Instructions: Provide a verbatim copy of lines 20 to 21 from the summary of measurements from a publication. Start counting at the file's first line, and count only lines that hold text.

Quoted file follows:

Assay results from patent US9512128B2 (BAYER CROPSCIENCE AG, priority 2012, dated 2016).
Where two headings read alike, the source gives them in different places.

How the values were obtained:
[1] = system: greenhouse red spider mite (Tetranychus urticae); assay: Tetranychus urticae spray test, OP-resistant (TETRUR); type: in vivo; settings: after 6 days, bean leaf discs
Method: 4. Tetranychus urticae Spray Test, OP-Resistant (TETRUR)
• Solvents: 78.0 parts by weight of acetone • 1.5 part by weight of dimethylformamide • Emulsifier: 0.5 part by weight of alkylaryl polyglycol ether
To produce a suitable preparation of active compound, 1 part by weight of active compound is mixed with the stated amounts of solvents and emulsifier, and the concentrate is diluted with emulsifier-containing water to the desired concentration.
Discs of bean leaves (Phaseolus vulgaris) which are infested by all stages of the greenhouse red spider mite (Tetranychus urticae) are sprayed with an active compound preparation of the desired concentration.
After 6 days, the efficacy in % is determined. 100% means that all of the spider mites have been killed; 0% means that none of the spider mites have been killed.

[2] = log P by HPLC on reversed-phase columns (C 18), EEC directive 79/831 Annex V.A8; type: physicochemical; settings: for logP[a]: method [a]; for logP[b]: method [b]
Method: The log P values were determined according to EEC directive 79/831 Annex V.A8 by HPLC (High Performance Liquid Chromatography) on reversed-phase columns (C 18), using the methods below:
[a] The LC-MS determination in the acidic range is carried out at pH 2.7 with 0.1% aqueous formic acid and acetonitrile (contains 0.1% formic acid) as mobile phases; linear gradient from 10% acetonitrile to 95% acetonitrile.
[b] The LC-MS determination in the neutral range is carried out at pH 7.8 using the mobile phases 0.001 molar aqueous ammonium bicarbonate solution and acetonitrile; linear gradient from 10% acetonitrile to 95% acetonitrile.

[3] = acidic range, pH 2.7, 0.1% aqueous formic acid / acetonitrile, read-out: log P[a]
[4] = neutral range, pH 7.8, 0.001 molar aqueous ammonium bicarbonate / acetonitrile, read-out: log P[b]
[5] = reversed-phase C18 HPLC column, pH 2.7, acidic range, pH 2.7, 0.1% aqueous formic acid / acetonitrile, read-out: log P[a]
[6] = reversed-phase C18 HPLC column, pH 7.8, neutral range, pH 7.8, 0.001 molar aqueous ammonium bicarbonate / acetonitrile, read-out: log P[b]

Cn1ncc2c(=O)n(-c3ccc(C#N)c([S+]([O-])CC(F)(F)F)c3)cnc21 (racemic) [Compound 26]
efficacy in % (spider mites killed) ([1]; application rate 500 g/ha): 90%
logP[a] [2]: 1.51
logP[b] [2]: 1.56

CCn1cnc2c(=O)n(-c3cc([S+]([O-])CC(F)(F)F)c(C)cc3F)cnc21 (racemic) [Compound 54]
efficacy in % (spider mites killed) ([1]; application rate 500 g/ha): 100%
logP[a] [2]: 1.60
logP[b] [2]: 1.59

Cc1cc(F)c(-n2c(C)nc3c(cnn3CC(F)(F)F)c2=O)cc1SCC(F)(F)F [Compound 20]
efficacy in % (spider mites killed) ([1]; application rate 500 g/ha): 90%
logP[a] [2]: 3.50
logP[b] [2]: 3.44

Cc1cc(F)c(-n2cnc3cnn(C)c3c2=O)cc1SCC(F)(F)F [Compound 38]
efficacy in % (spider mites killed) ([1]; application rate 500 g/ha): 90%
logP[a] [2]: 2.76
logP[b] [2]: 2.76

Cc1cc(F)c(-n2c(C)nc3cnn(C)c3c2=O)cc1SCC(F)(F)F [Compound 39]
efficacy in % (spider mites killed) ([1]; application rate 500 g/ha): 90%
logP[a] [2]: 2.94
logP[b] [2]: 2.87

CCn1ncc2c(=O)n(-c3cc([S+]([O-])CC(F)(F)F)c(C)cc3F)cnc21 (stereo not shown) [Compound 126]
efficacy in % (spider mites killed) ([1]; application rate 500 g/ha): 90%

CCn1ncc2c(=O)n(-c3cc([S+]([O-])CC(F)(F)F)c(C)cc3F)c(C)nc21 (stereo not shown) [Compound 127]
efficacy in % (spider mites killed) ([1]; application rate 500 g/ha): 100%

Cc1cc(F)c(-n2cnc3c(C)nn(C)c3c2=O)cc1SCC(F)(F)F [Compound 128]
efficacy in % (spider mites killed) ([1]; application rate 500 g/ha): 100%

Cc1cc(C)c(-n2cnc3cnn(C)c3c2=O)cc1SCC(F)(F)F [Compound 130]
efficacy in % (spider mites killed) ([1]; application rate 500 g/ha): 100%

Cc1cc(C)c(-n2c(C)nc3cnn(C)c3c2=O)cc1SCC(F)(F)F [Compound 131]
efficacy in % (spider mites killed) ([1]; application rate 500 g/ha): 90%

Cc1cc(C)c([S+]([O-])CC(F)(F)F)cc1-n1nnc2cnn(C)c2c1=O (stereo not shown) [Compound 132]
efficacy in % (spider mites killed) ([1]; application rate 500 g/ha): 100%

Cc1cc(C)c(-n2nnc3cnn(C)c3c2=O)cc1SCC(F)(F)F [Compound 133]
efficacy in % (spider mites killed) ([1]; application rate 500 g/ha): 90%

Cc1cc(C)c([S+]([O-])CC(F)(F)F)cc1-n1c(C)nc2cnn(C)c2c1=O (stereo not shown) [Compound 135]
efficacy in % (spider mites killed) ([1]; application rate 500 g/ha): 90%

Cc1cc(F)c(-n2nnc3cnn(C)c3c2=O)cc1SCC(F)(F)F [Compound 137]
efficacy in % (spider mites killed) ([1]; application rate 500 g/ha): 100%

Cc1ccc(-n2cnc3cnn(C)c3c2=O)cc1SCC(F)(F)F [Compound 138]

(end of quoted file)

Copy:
logP[a] [2]: 1.51
logP[b] [2]: 1.56